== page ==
Molly Peterson Environment Correspondent

Molly Peterson
Contact Molly Peterson

Molly Peterson is an award-winning environment correspondent at Southern California Public Radio.

Molly has reported, edited, directed programs, and produced stories for NPR and NPR shows including "Day to Day" and KQED's "California Report." She was a contributing producer for Nick Spitzer's weekly music program, "American Routes," and reported for "Living on Earth" in the Gulf of Mexico after Hurricanes Katrina & Rita. Prior to joining KPCC, she produced a nationally-distributed radio documentary about New Orleans called "Finding Solid Ground."

A former LA Press Club radio journalist of the year, Molly reported on the faulty pumps installed at New Orleans canals after Hurricane Katrina. That project was a finalist for an Investigative Reporters and Editors award.

Molly worked for NPR American legal affairs correspondent Nina Totenberg during the Clinton Impeachment.

She studied international politics at Georgetown University's School of Foreign Service, and graduated from UC Hastings College of the Law. She is an inactive member of the State Bar of California.

Molly was lucky enough to grow up climbing northern California trees and fishing eastern Sierra waters.


Stories by Molly Peterson

How much water are you using at home?

With the news that utility bills are evidence in a case where Councilman Richard Alarcon's residency will figure prominently, it seems Angelenos and anyone wishing to convey an airtight impression they live in a place are in need of more information about water use.

Slow Pacific Swell: how we re-named this blog

I'm rarely good at picking keepers in my fantasy leagues (which, come to think of it, we rarely do), so it's hard to imagine I'm much better at choosing a blog name. Siel, however, is clever, and she & I kicked around a bunch of ideas.

Splittail re-review re-completed for Delta

The federal Fish and Wildlife Service announced today that the Sacramento splittail fish doesn't get protection under the Endangered Species Act.

Solar gets a go on federal public land in California [UPDATED]

Jazzfest in New Orleans was where I first really became acquainted with the phenomenon of playing the star on stage. The drummer would tap his sticks, the backing band would start, and eventually Ray Charles or Allen Toussaint would amble into position.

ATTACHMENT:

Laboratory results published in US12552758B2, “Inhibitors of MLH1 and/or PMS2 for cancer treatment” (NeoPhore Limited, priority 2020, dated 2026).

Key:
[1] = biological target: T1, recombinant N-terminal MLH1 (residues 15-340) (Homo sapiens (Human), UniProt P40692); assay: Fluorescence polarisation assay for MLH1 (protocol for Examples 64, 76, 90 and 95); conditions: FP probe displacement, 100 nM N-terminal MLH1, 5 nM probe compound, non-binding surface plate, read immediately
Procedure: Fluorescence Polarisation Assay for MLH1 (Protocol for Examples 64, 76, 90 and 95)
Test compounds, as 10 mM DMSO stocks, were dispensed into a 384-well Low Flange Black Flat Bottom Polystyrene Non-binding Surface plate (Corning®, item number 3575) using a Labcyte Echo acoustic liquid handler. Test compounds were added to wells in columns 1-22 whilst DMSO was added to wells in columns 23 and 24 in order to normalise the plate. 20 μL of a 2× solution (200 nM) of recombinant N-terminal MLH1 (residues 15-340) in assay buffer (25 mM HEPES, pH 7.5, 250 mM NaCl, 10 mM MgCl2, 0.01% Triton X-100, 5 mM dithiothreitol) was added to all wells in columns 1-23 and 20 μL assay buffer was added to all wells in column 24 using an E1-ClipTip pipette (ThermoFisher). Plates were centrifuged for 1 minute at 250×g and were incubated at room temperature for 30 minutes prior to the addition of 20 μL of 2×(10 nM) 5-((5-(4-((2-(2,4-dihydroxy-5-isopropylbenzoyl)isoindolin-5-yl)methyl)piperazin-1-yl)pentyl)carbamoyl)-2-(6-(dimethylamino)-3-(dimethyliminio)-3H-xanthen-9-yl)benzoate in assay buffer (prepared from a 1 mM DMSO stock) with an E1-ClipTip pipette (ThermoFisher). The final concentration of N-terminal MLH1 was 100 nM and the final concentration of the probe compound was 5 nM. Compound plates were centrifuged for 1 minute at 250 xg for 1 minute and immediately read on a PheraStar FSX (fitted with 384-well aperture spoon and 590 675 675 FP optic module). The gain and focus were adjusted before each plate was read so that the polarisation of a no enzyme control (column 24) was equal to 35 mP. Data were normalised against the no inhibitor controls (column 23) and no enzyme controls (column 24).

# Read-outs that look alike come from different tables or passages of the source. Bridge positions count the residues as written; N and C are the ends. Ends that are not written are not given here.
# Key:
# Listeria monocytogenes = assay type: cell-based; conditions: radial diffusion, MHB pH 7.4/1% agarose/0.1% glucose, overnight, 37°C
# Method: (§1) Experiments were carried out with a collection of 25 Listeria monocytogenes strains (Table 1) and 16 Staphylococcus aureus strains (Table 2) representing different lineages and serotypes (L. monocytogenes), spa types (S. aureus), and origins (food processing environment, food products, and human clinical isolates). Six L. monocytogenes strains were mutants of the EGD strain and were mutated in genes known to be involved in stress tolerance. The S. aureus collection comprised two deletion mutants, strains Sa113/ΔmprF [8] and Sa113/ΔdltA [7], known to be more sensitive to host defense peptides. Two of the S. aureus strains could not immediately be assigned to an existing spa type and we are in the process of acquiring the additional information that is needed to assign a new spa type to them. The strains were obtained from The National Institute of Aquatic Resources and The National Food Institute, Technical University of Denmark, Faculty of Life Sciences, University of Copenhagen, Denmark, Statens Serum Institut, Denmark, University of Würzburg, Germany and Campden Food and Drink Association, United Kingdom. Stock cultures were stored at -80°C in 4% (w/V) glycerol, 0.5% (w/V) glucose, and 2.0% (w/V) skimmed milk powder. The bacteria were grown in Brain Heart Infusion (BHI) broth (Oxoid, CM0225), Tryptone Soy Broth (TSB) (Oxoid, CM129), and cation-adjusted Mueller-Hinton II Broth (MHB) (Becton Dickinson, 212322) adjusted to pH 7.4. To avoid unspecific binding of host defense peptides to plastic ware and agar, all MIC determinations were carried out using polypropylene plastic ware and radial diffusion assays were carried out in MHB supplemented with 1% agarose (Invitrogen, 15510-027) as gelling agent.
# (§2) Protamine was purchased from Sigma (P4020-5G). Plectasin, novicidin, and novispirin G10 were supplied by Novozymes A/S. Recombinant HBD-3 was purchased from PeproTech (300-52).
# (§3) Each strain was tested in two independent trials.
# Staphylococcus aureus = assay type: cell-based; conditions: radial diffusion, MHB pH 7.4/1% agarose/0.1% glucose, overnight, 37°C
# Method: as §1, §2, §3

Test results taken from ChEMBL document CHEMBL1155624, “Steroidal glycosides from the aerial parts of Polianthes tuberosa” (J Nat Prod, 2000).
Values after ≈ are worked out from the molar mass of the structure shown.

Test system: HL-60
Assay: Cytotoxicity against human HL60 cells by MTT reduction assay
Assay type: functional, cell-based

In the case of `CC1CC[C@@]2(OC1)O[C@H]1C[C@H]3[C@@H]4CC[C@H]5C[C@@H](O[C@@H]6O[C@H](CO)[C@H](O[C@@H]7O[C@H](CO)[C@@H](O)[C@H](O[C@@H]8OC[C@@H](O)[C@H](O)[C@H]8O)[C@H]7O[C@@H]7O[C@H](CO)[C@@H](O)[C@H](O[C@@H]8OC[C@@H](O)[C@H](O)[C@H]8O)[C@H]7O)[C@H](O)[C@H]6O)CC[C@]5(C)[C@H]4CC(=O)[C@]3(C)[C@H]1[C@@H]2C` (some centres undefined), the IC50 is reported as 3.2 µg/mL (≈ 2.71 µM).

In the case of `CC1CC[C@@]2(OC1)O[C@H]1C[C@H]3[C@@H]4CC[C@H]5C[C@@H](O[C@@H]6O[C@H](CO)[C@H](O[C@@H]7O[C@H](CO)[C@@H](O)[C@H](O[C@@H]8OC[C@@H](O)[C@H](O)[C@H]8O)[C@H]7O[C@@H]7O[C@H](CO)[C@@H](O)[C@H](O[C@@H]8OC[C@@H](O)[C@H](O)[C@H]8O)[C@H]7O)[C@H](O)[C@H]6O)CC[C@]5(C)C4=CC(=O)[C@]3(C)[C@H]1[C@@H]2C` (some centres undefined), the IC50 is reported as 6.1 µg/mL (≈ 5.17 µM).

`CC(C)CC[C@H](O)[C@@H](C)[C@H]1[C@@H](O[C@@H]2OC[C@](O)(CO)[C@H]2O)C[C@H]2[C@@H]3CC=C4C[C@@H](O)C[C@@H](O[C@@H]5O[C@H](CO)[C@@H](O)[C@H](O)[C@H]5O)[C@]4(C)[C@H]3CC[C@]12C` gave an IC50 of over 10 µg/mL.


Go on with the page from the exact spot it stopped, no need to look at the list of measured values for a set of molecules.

Fish & Game grants more time for MLPA comments

Surfers, kayakers, spearfishermen, beachgoers, scientists, cities, charter boat operators, and anyone else you can think of: coastal resource users between Santa Barbara and the Mexican border have got more time to comment on the state of California's Marine Life Protection Act - 15 more days in fact.

UC Irvine researchers see the sea, and more of it, in satellite images

A team of scientists - led by researchers at UC Irvine - has made new estimations of sea level rise from freshwater flowing into the world's oceans.

Check your bucket: climate changes could widen Lake Mead's bathtub ring

Seen Lake Mead lately? The bathtub ring - what locals call the white walls of the canyon covered with mineral deposits - keeps growing taller. If UCLA researchers are right, a confluence of natural circumstances will continue to make the bathtub ring grow - and that spells trouble for states that depend on Colorado River water.

Brown argues environment could create jobs in second debate of governor's race

Not too much talk about the environment in today's debate between Jerry Brown and Meg Whitman in California's governor's race. What talking there was, Brown did it. In answer to a question about job creation in California that pointed out higher unemployment for Latinos, Brown responded that 1.

Schwarzenegger swings against Prop 23 to defend legacy

In his weekly address, Governor Arnold Schwarzenegger defended AB32 and California's climate policy on environmental and economic grounds. This is the week The Gub came out fighting.

UPDATE: Boxer, Baucus & EPW

Some interesting updates to a blog entry I made a few days ago about Boxer, Baucus and the comments about her EPW leadership.

A riddle: Can a fish turn off water pumps in California's Delta?

Brandon Middleton, a lawyer for the Pacific Legal Foundation, checked out my blog on Fiorina and water in the Central Valley, and like Fiorina did to me, offers corrections I may not need for an analysis of water policy in California he agrees "is not easy to understand.

Reviewing The Big Uneasy, Revisiting Maria Garzino

I saw The Big Uneasy last weekend, Harry Shearer's film in which Maria Garzino tells her story again. Which is still unfinished. Note: I posted about The Big Easy a couple weeks ago, and who joined the debate but Harry Shearer himself!

Lewis McAdams springs a Piggyback Yard from his head

I'm really glad the New York Times noticed this crazy idea from a crazy band of dreamers about the LA River.

Fish, flies & frogs: also, farms, Fiorina, and (California's) future

I was interested and surprised when Carly Fiorina started her discussion of issues with a reference to the Delta smelt. Water politics are astoundingly complicated in California; a shorthand reference to them can be difficult - people just don't know what you're talking about, even though the complex circulatory system that keeps water moving through this state is almost literally the heart of the state's environment AND economy.

Mike Taugher: fewer job losses linked to Delta, drought

Both Gubernatorial candidate Meg Whitman and Senatorial candidate Carly Fiorina have said that Delta pumping restrictions have cost Californians jobs.